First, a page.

What many people who shared these reports didn’t do was their own research.

Because had they done, they would have found various articles that reported that under the Obama administration migrant children were treated a lot worse.

Under the media-darling Obama administration migrant children were locked up in cages.

What many who shared photos of migrant children in cages didn’t know was that, what they were circulating, were photos that had been taken as far back as 2014, when Barack Obama was President.

Even former staff in the Obama administration tweeted these photographs, not realising that they were spreading images of what had happened to migrant children, during their administration — on their watch, not Trump’s.

There are many more examples I can give regarding this spread of false or biased information.

But I want to reserve my word count to get to the real point of my article: As Christians we cannot afford to fall into herd mentality.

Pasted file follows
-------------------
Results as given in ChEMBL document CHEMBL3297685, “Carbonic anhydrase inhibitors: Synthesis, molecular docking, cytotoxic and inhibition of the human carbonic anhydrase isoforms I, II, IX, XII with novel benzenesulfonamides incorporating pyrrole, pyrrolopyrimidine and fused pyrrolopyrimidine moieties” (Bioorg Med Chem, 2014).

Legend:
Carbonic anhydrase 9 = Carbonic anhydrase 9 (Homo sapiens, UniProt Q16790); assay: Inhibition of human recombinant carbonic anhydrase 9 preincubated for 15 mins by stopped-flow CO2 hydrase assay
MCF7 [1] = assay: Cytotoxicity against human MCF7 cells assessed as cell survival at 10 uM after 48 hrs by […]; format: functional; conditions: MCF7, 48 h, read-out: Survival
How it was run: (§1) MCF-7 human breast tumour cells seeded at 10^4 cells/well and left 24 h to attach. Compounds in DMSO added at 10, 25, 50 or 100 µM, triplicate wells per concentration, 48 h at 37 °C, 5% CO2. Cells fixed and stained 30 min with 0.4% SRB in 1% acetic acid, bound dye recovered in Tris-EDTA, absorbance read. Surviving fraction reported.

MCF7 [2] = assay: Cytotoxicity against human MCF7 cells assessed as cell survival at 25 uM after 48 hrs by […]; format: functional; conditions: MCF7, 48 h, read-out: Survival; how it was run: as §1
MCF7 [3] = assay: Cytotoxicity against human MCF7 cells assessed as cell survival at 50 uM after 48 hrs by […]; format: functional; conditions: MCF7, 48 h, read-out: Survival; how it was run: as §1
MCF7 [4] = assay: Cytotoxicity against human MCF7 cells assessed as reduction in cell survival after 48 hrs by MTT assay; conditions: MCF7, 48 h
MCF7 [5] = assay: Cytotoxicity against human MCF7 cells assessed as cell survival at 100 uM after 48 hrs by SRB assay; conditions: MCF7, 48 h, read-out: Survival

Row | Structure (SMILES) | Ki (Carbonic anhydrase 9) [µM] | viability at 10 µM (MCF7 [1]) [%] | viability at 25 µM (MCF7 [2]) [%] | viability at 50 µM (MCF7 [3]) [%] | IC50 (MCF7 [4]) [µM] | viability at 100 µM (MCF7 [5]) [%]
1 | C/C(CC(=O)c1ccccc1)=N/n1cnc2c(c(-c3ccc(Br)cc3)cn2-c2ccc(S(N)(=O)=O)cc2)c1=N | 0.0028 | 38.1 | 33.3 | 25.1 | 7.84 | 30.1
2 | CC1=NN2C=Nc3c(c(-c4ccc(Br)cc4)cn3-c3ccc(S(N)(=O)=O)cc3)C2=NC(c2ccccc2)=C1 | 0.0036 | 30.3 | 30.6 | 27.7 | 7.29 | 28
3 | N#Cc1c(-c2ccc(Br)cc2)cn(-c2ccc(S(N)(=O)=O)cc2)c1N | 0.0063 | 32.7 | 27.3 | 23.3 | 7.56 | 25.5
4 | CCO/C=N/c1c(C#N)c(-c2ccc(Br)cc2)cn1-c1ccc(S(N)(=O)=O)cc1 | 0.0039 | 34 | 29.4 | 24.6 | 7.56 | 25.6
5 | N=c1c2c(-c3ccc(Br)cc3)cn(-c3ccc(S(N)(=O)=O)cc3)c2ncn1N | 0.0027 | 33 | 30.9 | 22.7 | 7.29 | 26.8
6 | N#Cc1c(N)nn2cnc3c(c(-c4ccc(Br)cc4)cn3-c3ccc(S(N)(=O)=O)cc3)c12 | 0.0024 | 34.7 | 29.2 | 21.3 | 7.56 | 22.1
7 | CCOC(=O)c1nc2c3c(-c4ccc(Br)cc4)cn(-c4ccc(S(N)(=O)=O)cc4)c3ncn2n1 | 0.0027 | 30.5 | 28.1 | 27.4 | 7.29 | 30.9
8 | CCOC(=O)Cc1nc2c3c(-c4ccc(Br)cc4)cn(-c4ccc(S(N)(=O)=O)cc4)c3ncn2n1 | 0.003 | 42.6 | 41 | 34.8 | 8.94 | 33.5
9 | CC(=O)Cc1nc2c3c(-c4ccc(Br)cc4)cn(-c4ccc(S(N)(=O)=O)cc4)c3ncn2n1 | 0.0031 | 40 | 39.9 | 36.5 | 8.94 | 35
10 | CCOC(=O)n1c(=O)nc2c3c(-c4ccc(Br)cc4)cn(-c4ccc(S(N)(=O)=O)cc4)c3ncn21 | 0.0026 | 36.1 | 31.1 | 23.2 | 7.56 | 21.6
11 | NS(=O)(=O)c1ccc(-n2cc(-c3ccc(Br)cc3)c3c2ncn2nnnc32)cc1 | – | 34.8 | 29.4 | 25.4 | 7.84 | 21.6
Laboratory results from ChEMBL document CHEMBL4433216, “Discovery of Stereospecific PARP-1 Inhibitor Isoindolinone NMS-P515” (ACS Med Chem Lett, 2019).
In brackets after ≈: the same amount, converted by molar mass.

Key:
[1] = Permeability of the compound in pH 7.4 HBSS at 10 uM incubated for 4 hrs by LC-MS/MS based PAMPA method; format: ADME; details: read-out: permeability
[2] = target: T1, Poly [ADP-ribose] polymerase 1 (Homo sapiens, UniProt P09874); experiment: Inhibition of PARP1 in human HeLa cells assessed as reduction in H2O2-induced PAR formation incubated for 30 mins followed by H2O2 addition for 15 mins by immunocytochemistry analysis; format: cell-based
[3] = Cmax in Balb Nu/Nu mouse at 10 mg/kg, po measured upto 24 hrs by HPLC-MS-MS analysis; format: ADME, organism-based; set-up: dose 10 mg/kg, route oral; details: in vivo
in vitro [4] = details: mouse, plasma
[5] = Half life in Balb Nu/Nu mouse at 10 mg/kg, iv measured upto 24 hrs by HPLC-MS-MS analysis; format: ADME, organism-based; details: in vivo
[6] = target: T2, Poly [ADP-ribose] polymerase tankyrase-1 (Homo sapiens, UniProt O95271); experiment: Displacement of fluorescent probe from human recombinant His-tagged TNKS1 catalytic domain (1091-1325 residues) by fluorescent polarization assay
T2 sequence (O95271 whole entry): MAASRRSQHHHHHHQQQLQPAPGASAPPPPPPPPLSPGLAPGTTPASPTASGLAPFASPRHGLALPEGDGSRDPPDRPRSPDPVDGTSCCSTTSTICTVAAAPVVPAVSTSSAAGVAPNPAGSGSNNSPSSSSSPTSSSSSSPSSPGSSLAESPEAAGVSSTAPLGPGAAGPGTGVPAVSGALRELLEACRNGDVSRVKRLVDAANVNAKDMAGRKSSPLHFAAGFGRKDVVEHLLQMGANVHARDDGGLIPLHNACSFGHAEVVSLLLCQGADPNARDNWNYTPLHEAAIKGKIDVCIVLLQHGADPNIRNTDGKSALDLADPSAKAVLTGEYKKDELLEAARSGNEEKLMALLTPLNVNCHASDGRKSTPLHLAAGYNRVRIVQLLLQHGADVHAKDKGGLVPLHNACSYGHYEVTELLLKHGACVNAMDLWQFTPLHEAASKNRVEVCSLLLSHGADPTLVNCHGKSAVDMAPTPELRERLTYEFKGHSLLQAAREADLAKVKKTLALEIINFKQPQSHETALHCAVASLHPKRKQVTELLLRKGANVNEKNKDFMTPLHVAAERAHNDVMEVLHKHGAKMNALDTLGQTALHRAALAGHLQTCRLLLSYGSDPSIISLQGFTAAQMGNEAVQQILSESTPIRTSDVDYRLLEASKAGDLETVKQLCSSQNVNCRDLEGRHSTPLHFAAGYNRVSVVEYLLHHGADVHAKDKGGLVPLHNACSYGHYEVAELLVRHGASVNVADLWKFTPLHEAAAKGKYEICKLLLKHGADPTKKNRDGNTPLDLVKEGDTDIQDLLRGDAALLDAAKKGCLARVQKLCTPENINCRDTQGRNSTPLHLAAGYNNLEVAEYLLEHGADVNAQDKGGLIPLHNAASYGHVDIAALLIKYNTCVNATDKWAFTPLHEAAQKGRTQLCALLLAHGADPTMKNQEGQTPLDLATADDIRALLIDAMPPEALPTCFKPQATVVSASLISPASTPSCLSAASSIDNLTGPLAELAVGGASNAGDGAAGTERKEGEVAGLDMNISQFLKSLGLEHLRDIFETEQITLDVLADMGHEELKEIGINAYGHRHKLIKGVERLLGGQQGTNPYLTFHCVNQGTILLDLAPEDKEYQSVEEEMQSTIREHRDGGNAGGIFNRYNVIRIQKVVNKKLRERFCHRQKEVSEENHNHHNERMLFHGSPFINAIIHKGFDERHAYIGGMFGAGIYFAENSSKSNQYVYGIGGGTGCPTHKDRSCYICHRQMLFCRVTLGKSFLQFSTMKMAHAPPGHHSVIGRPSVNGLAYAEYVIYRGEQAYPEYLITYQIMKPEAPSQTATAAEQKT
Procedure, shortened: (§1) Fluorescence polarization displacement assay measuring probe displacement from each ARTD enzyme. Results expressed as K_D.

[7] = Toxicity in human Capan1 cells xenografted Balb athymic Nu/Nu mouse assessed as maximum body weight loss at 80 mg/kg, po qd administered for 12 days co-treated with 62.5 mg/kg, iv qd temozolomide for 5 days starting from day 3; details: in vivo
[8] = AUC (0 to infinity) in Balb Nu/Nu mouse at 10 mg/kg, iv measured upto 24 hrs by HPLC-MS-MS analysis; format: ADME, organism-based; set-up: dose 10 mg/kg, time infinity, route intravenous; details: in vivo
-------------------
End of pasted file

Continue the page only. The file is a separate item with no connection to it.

The danger of herd mentality
We can dice it, splice it, mince words, but that’s where we are as a community: falling into a trap set up by a world that hates our God and all He stands for.

How we’re not seeing that, particularly through mainstream media reports, is shocking to me.

Most mainstream media have a track record of rubbishing godly values — how can we overlook that?

When we look back at history there is something very clever, yet cunning, that all dictatorial regimes do. They prey on sensitivities people they want to control have by creating an enemy they can use to increase those sensitivities to hysteric levels.

Once there is widespread hysteria, mob mentality breaks loose and the dictatorial regime gains (or maintains) the control it seeks.

I see it happening in South Africa, America and the global community as a whole — through various avenues but especially through communication platforms such as news agencies and social media.

As Christians we are supposed to be set-apart. We’re supposed to be light in the darkness, but how can we be that when we too have joined the mass hysteria?